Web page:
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MTN-039 is an open-label, multi-site single arm, two-period study designed to evaluate the safety and pharmacokinetics (PK) of Tenofovir Alafenamide (TAF) and elvitegravir (EVG) administered rectally as an insert at two dose levels.  Elvitegravir is a potent inhibitor of HIV-1 integrase. TAF is a nucleotide reverse transcriptase inhibitor and a prodrug of tenofovir. Approximately 20 healthy, HIV-uninfected men and women (cis or transgender) who are 18 years of age and older who have a history of consensual receptive anal intercourse (RAI) will be enrolled in MTN-039. Participants will receive a single TAF/EVG (20 mg/16 mg) insert rectally, and samples will be collected over a three-day period.  Following a washout period, participants will apply two TAF/EVG inserts rectally, with samples being collected over a three-day period. It is anticipated that this study will take approximately 6-8 months to enroll the target sample size, and that total study duration for participants will be between 6-13 weeks. It is hypothesized that one TAF/EVG insert and two TAF/EVG inserts will be safe and well-tolerated among healthy men and women, when a single dose of either study product is administered rectally under direct observation in the clinic.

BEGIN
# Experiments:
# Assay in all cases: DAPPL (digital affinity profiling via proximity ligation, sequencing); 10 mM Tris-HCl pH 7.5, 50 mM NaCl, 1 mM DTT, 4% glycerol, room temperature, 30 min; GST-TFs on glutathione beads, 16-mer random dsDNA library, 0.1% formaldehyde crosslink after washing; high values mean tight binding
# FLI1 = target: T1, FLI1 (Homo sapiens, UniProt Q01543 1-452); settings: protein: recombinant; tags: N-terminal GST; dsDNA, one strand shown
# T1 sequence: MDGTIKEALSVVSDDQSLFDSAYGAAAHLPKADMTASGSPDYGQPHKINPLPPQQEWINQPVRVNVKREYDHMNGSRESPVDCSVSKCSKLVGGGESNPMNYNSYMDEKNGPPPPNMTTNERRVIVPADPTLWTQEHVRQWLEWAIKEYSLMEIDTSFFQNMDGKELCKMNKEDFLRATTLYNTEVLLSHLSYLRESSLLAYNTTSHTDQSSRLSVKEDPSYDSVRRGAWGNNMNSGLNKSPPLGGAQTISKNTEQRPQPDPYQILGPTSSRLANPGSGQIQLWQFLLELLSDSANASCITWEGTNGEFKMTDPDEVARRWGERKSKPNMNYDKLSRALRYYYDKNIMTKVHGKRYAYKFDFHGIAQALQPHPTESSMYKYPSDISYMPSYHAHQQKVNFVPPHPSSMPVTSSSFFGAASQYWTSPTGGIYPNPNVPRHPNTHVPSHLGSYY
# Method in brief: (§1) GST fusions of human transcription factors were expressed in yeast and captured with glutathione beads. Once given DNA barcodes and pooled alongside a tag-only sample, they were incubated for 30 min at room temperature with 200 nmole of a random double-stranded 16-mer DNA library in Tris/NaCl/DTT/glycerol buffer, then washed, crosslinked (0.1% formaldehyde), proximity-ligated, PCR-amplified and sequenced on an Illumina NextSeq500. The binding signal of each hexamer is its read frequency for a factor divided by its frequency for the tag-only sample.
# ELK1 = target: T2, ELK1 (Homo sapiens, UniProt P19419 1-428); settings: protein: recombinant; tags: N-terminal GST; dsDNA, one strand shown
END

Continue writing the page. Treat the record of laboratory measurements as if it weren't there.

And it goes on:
Protocol Chair(s)
Riddler, Sharon (Protocol Chair)
Protocol Title
A Phase 1 Open Label Safety and Pharmacokinetic Study of Single Dose Rectal Administration of a Tenofovir Alafenamide/Elvitegravir Insert at Two Dose Levels
DAIDS Protocol ID
38470
Status
In Development
Formulation
Rectal Insert
Drug
Elvitegravir
Tenofovir   
Study Focus/Product Administration
Rectal
Study Type
Behavioral
Pharmacokinetics
Safety
Study Phase
Phase I  
Countries
United States
Population
Men (cisgender men, non‐transgender men)   
Transgender men
Transgender women
Women (cisgender women, non‐transgender women)
Funder(s)
Division of AIDS, US National Institute of Allergy and Infectious Diseases
US Eunice Kennedy Shriver National Institute of Child Health and Human Development
US National Institute of Mental Health
US National Institutes of Health
Sponsor(s)
DAIDS